I need advice on how to handle the behavior of a fellow PC.


Our group formed about 4 Months ago, we are 4PCs + 1DM. We are playing D&D 5e Icewind Dale: Rime of the Frostmaiden. Our DM puts a lot of effort into the campaign. I really like it (it's my first time playing). We are now 7 sessions in and at LVL 3.

But there is one player with whom it didn't quite click right from the start, and now his play style kind of annoys me. He plays a Wildfire Druid. He claimed he has some experience with D&D, but he constantly forgets how his class feature works, like we look it up every session when he uses it. At the moment he is cursed and can't long rest, so I'm honestly happy he's limited to cantrips (fights went on a lot faster) but even there he couldn't remember how much damage his one attack cantrip does and he nearly killed himself by walking into melee with the Big Bad Evil, despite having Firebolt which has got 120ft range. So maybe he is a slow learner and druid might not be the best class, with all their options, and I could maybe live with that.

But recently he also started to metagame quite more and role-plays way less. Our role-play is rather light (I myself got still a lot of room for improvement) but most of the time our characters speak to each other in character, which he mostly doesn't.

I already told my DM, that I disliked his recent play style. But we are the first group he DMs and I don't know if he can handle this situation.

For now I will wait how our next session plays out, but should (if nothing changes) I confront him directly, or ask the other 2 PCs first, if it's just my problem or if they feel the same?

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    \$\begingroup\$ Hello, and welcome to the site! While this site can handle opinionate questions, and can certainly answer problem-player questions, it also heavily relies on a 'question and answer' format. While your post does contain a question mark, it also does not look like there's an answerable question in there. I think if you take a moment to clean up the post and ask a specific question or two, you'll have a much better chance at getting a helpful answer. \$\endgroup\$
    – NFeutz
    Aug 20, 2023 at 1:43
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    \$\begingroup\$ Is he "metagaming" in any way beyond speaking out of character? The degree of out of character talk varies by table, and people's styles can differ. If he's spending ten minutes plotting out tactics mid-round, okay, maybe excessive, but just chatting with you guys out of character instead of in character with no time pressure seems insufficient to count without additional evidence. \$\endgroup\$ Aug 20, 2023 at 11:24
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    \$\begingroup\$ This question is very light on details or examples of what kind of metagaming or what they were like before the recent shift. All we know is that it bothers you, we have no clue to their motivations or what they might want out of a D&D game and find fun. What kinds of player knowledge are they using to have their character make decisions? And you connected this to role-playing less? \$\endgroup\$ Aug 20, 2023 at 15:43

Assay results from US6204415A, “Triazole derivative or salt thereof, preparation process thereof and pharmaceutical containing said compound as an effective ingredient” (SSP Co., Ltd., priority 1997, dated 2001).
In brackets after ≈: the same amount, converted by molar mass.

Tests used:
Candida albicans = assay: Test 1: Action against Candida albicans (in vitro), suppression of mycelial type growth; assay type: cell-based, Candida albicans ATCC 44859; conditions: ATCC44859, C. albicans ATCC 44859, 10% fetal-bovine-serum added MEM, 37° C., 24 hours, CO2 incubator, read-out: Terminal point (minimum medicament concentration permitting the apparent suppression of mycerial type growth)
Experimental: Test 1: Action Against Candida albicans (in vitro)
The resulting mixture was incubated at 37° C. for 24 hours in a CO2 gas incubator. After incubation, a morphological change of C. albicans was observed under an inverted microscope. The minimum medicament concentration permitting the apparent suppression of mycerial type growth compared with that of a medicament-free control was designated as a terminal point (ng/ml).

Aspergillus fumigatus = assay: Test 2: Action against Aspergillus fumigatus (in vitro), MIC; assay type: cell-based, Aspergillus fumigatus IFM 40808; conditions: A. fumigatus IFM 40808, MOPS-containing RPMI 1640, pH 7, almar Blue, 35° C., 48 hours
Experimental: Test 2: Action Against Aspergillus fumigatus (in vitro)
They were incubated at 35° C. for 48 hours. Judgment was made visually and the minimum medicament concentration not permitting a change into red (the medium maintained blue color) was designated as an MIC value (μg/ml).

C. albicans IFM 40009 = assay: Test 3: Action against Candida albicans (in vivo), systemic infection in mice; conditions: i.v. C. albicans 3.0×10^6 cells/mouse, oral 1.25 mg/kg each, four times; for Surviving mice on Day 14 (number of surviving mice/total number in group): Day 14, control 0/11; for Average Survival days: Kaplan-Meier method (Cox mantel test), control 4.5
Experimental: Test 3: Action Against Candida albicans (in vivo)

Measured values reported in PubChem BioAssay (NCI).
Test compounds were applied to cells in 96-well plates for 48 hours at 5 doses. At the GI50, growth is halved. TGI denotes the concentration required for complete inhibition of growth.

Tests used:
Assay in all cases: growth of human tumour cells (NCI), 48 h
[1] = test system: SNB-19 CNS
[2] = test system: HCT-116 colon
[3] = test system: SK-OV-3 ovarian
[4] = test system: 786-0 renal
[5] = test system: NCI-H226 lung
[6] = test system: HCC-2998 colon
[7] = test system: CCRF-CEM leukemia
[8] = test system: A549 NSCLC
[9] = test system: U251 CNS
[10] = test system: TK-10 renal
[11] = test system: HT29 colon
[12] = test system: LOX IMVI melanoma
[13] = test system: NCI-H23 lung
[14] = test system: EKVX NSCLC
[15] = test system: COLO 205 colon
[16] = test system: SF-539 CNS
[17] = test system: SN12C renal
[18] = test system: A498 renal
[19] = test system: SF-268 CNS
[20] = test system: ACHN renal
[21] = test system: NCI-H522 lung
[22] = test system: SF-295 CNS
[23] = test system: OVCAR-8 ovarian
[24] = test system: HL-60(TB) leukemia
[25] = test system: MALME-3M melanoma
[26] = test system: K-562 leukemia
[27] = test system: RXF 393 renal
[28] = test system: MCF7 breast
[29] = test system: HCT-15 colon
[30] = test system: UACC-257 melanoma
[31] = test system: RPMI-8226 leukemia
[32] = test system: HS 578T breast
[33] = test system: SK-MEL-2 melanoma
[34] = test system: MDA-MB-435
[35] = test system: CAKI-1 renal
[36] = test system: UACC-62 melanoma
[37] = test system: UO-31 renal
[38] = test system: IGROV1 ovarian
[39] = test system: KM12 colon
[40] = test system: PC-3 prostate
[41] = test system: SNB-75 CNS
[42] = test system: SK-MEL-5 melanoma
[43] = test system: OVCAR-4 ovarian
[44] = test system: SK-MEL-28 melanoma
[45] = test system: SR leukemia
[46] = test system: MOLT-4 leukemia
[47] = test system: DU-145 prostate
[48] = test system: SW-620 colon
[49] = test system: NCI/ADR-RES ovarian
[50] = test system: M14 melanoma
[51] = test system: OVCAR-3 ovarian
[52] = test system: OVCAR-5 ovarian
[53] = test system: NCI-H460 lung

• \$\begingroup\$ I'm interpreting this as a confusion between metagaming and not being in character, but I thought my answer was long enough already. \$\endgroup\$
    – Novak
    Aug 20, 2023 at 21:06

3 Answers 3


Share your concerns with him

It looks like you have kind of accepted that the other player tends to forget their character rules. There are good answers to this problem, for example What can I do to help the players remember the rules? in case you'd like to help them with that.

General consensus is that it should be up to each individual player how much they role-play in character, and how much they just say what their character does. There is also a lot of good advice on how to encourage roleplay, for example How do I, as a player, encourage more role-playing in Adventurers League?

That said, for your actual question what you should do: talk to your fellow player. Do it one on one, outside the game, keep it friendly, and accept whatever they decide to do. At the moment, they probably do not know that what they do makes the game less enjoyable for you. So sharing that in a friendly way should be possible. If they don't even know, how could they change? If I had a habit that annoyed another player, and they told me, I'd be grateful they did and try to avoid it. That said, there is a good chance that they'll slip back to their old ways and if that happens, do not nag about it, because if it is hard for them to play as you'd like, all you then do is make them feel inadequate and reduce the fun for them.